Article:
Round Shader needles

Round shaders are very similar to round liners except the pins are not placed as close together. Meaning, for as well as doing thicker lines, they can also be used for colour filling and basic shading.

Commonly Used for: Some line work. Script and lettering. Basic shading and colour filling. Japanese. Traditional and neo-traditional. Geometric. Tribal. Samoan.

Magnum Shader needles

Magnum shaders are the preferred grouping or needle type for pretty much all shading work. Magnums hold and deliver a lot of ink, making them perfect for large areas of colour packing and shading. Less passes are required over an area to work the ink in meaning less trauma to the skin. There are a few different variations of magnum needles. See below.

Commonly Used for: Black and grey. All types of shading and colour packing. Colour realism. Japanese. Traditional and neo-traditional. Tribal. Samoan.

Curved Magnum Shader needles

Curved magnum shaders – also known as soft magnums, soft edge magnums and round magnums – are used in the same way except the pins are arranged so they arch at the centre. Meaning the edges of the needle run along the skin with more conformity, allowing for better dispersal of ink and a more consistent line. It’s also less damaging to the skin and helps with soft shading.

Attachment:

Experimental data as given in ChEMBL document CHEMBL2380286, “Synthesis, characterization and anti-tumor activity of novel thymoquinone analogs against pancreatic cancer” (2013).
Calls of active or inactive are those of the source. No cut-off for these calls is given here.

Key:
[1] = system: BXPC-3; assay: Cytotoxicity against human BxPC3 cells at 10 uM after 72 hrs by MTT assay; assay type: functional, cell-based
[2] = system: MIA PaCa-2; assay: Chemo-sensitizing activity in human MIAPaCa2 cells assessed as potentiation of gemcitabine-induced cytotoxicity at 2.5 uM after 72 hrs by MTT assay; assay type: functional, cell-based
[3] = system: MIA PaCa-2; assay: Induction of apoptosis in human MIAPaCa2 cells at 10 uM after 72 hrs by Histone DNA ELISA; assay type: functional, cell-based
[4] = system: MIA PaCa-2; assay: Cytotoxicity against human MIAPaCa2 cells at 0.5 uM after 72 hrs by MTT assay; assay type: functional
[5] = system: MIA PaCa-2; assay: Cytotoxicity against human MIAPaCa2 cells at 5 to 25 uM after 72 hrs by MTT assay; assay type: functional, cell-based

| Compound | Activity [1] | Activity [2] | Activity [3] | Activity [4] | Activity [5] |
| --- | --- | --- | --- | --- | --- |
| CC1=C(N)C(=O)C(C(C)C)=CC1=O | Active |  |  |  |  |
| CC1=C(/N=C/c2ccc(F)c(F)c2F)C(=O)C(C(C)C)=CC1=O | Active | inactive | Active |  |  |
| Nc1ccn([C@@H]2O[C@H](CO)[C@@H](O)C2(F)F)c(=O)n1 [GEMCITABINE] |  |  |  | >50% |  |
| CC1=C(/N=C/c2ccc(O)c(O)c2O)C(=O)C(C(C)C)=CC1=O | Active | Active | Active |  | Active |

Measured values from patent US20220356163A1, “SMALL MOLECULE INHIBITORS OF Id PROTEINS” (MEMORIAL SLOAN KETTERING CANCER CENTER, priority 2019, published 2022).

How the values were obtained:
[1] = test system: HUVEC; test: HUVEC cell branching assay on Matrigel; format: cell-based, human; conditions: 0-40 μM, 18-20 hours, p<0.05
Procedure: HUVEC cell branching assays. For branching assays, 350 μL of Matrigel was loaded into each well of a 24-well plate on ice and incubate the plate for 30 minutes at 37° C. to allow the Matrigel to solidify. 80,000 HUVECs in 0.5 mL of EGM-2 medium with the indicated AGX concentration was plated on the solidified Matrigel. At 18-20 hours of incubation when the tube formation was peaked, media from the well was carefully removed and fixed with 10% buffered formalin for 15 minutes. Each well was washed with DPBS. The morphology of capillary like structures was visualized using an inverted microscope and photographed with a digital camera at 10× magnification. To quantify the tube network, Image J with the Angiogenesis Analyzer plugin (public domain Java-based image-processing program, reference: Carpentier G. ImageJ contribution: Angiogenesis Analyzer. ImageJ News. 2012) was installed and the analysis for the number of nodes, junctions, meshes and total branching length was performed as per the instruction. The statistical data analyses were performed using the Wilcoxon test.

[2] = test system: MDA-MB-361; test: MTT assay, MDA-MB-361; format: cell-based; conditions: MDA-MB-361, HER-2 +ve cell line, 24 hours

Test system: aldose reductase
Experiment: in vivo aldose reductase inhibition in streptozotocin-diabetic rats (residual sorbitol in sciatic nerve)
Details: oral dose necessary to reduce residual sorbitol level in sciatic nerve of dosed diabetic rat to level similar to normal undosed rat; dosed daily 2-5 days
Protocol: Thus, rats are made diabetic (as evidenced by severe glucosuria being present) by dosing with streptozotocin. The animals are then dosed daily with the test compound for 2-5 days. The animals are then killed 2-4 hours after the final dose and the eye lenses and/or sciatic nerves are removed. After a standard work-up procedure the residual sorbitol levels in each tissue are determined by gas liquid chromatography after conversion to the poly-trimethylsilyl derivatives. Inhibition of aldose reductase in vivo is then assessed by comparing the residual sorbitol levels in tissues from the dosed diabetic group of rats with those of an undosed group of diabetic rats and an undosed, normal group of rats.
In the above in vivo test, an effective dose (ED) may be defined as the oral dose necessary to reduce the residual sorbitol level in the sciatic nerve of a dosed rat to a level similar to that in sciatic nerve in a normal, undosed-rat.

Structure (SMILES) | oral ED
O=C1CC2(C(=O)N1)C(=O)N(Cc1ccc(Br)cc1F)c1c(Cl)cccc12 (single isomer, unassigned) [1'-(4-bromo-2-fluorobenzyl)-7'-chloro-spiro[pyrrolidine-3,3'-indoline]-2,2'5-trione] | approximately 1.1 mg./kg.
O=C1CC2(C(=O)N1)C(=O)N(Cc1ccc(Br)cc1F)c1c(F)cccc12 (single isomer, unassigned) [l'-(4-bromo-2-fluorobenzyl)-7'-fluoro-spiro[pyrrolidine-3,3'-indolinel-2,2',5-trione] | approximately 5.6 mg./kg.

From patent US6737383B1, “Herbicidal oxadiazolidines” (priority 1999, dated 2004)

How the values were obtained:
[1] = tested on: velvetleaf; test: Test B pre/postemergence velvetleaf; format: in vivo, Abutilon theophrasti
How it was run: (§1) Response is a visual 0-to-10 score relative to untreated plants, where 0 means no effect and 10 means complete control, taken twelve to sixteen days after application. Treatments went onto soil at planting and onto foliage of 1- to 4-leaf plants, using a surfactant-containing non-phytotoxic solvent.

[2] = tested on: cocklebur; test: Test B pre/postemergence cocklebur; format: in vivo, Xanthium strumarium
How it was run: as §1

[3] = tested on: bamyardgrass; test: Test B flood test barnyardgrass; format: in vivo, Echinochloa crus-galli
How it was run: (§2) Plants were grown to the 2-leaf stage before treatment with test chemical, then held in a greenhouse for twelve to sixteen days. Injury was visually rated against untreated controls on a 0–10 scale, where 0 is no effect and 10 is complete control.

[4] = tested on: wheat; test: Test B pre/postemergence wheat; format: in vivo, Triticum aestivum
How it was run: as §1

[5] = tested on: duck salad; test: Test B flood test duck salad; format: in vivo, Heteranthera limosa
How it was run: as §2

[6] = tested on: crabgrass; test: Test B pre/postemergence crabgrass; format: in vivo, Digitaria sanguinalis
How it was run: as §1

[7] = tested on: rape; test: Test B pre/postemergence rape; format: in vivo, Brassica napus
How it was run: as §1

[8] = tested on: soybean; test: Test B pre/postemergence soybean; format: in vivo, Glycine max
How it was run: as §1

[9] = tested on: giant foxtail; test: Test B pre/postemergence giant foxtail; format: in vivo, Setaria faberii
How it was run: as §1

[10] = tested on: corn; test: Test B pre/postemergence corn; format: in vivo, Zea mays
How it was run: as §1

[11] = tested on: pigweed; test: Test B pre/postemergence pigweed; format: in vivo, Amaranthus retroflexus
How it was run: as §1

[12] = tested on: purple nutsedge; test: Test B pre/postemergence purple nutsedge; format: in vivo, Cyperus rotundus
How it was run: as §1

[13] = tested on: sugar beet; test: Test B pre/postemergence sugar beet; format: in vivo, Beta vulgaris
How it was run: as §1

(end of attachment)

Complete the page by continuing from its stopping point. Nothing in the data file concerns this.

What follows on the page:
Commonly Used for: Black and grey. All types of shading and colour packing. Colour realism. Japanese. Traditional and neo-traditional. Tribal. Samoan.

Double Stack Magnum Shader needles

Not as current as they maybe once were. The pins on double stack magnums, or double stacks, are packed much more tightly together. This helps for any intricate shading or colour work where you still want it to perform as a magnum with many pins but not as spread out.

Commonly Used for: Shading and colour packing. Black and grey. Colour realism. Japanese. Traditional and neo-traditional. Tribal. Samoan.

Flat Shader Needles